Ages 11 to 14
A resurgence of interest in Top Trumps, the card game, helped my pupils think about characterisation and setting in relation to a text as a whole.
I explained the conventional appearance of a Top Trumps card with its picture and table of values and showed some examples. The children's task was to design a small pack of Top Trumps for the text being studied.
Their first task was to decide, as a class, on the list of "ratings" that would appear on every card, which had to be relevant to the text. For example, "Evilness" might be included in Macbeth (cards can have any character from the text, and any key setting from the text, on them).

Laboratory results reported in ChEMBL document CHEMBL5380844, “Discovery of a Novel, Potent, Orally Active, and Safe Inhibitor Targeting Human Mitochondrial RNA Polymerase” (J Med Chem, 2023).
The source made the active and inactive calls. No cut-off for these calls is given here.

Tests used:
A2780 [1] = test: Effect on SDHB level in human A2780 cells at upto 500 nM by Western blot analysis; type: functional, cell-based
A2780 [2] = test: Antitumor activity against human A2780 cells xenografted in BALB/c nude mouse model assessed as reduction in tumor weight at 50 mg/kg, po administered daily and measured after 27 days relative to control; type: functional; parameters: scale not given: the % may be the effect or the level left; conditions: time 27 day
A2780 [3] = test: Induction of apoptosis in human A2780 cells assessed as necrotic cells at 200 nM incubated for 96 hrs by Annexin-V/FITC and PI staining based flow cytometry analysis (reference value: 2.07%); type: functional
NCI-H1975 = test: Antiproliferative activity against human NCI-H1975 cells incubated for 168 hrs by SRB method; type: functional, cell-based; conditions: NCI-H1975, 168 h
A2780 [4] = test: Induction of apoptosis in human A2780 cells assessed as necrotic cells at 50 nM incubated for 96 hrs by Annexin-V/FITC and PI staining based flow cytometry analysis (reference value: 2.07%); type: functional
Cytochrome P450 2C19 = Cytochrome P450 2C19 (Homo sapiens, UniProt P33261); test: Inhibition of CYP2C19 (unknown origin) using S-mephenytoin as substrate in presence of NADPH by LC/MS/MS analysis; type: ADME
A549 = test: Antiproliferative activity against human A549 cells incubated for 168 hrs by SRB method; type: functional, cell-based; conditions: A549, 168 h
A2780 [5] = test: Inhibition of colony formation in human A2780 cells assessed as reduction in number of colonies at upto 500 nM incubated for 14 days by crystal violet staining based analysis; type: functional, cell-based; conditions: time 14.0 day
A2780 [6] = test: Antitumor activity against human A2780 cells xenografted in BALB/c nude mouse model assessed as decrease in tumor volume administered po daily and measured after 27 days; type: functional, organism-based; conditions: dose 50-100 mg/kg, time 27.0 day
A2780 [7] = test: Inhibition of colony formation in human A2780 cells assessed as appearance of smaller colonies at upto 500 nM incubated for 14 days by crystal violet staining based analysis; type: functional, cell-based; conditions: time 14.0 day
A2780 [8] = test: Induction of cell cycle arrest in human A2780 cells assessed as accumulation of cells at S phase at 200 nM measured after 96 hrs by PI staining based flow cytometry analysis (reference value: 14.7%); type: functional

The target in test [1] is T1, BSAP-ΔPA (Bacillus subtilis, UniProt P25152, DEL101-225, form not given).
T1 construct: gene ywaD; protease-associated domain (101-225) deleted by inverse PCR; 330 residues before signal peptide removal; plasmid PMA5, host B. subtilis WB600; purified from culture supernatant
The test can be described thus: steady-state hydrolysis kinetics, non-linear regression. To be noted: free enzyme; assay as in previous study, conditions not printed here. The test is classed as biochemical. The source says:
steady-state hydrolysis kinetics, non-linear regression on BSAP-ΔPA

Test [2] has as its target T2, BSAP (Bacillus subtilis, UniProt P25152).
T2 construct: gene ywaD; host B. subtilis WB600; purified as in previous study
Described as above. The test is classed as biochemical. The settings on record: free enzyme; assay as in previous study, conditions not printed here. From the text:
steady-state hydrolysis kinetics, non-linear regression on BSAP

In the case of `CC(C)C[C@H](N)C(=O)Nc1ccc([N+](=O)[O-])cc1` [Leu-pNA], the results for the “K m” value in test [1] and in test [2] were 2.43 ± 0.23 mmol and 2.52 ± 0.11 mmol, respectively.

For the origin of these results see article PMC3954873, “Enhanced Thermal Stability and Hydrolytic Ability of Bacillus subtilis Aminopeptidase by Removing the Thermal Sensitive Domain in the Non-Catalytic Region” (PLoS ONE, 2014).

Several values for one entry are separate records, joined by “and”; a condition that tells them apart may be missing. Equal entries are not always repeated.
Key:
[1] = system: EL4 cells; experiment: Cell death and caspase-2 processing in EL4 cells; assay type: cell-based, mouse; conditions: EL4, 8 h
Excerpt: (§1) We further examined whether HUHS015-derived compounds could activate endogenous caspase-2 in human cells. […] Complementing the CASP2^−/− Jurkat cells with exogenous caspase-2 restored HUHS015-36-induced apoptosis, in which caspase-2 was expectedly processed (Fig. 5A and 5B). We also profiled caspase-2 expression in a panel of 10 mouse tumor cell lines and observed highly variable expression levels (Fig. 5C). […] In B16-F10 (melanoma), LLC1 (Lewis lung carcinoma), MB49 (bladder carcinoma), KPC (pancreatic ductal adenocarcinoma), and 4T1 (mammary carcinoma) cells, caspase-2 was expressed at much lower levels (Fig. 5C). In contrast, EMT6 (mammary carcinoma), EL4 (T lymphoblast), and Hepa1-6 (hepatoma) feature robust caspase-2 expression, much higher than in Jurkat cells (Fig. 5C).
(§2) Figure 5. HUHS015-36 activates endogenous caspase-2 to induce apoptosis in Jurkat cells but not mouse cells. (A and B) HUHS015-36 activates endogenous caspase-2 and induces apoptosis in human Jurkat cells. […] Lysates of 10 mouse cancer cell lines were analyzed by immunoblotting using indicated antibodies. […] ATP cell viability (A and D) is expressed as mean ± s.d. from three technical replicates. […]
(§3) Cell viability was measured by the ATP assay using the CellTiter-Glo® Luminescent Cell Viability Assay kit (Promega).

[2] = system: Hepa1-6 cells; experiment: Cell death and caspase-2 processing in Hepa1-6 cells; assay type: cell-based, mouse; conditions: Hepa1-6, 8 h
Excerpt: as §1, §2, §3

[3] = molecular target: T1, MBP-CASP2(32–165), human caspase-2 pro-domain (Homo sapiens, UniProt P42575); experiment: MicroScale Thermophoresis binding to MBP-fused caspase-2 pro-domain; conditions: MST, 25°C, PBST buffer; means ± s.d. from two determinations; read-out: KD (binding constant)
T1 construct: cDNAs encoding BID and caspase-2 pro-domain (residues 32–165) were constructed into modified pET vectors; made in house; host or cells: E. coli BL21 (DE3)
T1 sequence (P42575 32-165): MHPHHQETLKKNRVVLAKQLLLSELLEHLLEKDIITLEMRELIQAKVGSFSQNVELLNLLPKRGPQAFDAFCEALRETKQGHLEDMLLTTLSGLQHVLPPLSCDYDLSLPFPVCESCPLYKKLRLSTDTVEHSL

Pupils then decided which characters and settings they were going to put on their cards, then thought about the respective profiles they were going to create.
Provided with some card, pupils were set homework to make their Top Trumps. The follow-up activity was to bring the cards in to play the game.
However, before starting to play the game, pupils had to justify to each other why their profile on each card was as they had decided.
The game allows all to interact on a basic level with key aspects of the text
Chris Bond teaches English at Warwick School in Warwickshire.